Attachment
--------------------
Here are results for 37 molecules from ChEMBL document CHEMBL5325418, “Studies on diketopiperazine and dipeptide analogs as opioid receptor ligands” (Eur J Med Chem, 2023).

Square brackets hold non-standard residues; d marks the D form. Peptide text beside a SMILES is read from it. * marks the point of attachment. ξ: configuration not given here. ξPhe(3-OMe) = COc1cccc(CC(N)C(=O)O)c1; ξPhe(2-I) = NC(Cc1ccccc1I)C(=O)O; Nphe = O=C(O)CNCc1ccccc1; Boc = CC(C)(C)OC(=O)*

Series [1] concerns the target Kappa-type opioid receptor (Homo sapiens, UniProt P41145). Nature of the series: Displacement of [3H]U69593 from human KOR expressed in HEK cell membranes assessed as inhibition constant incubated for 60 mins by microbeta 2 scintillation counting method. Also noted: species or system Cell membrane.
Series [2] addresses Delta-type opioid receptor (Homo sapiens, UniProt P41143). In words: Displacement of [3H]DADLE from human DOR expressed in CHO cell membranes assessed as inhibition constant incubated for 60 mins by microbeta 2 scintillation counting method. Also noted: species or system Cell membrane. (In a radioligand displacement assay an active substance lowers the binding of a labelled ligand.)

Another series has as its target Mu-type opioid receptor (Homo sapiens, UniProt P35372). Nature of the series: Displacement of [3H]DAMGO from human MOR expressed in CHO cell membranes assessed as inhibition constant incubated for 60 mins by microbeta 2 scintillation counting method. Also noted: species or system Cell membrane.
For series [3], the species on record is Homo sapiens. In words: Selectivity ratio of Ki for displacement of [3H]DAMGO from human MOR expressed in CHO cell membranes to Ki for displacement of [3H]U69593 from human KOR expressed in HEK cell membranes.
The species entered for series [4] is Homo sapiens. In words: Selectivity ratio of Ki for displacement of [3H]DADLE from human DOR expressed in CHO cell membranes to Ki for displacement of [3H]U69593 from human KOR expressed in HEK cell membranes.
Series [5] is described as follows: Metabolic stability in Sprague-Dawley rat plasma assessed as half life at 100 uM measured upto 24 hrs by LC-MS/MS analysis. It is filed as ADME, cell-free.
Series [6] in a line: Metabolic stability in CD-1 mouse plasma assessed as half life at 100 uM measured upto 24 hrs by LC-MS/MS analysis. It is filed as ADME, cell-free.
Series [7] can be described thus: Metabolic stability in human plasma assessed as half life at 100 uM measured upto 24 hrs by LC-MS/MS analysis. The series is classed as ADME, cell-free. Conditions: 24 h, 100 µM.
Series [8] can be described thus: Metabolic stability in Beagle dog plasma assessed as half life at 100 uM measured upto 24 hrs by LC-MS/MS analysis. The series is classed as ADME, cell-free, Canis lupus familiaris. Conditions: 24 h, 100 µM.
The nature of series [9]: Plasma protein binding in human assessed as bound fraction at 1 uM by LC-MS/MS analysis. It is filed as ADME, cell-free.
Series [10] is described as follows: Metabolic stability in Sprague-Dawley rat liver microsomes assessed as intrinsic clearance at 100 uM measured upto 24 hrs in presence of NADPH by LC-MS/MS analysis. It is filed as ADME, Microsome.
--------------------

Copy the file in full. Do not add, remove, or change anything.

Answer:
Here are results for 37 molecules from ChEMBL document CHEMBL5325418, “Studies on diketopiperazine and dipeptide analogs as opioid receptor ligands” (Eur J Med Chem, 2023).

Square brackets hold non-standard residues; d marks the D form. Peptide text beside a SMILES is read from it. * marks the point of attachment. ξ: configuration not given here. ξPhe(3-OMe) = COc1cccc(CC(N)C(=O)O)c1; ξPhe(2-I) = NC(Cc1ccccc1I)C(=O)O; Nphe = O=C(O)CNCc1ccccc1; Boc = CC(C)(C)OC(=O)*

Series [1] concerns the target Kappa-type opioid receptor (Homo sapiens, UniProt P41145). Nature of the series: Displacement of [3H]U69593 from human KOR expressed in HEK cell membranes assessed as inhibition constant incubated for 60 mins by microbeta 2 scintillation counting method. Also noted: species or system Cell membrane.
Series [2] addresses Delta-type opioid receptor (Homo sapiens, UniProt P41143). In words: Displacement of [3H]DADLE from human DOR expressed in CHO cell membranes assessed as inhibition constant incubated for 60 mins by microbeta 2 scintillation counting method. Also noted: species or system Cell membrane. (In a radioligand displacement assay an active substance lowers the binding of a labelled ligand.)

Another series has as its target Mu-type opioid receptor (Homo sapiens, UniProt P35372). Nature of the series: Displacement of [3H]DAMGO from human MOR expressed in CHO cell membranes assessed as inhibition constant incubated for 60 mins by microbeta 2 scintillation counting method. Also noted: species or system Cell membrane.
For series [3], the species on record is Homo sapiens. In words: Selectivity ratio of Ki for displacement of [3H]DAMGO from human MOR expressed in CHO cell membranes to Ki for displacement of [3H]U69593 from human KOR expressed in HEK cell membranes.
The species entered for series [4] is Homo sapiens. In words: Selectivity ratio of Ki for displacement of [3H]DADLE from human DOR expressed in CHO cell membranes to Ki for displacement of [3H]U69593 from human KOR expressed in HEK cell membranes.
Series [5] is described as follows: Metabolic stability in Sprague-Dawley rat plasma assessed as half life at 100 uM measured upto 24 hrs by LC-MS/MS analysis. It is filed as ADME, cell-free.
Series [6] in a line: Metabolic stability in CD-1 mouse plasma assessed as half life at 100 uM measured upto 24 hrs by LC-MS/MS analysis. It is filed as ADME, cell-free.
Series [7] can be described thus: Metabolic stability in human plasma assessed as half life at 100 uM measured upto 24 hrs by LC-MS/MS analysis. The series is classed as ADME, cell-free. Conditions: 24 h, 100 µM.
Series [8] can be described thus: Metabolic stability in Beagle dog plasma assessed as half life at 100 uM measured upto 24 hrs by LC-MS/MS analysis. The series is classed as ADME, cell-free, Canis lupus familiaris. Conditions: 24 h, 100 µM.
The nature of series [9]: Plasma protein binding in human assessed as bound fraction at 1 uM by LC-MS/MS analysis. It is filed as ADME, cell-free.
Series [10] is described as follows: Metabolic stability in Sprague-Dawley rat liver microsomes assessed as intrinsic clearance at 100 uM measured upto 24 hrs in presence of NADPH by LC-MS/MS analysis. It is filed as ADME, Microsome.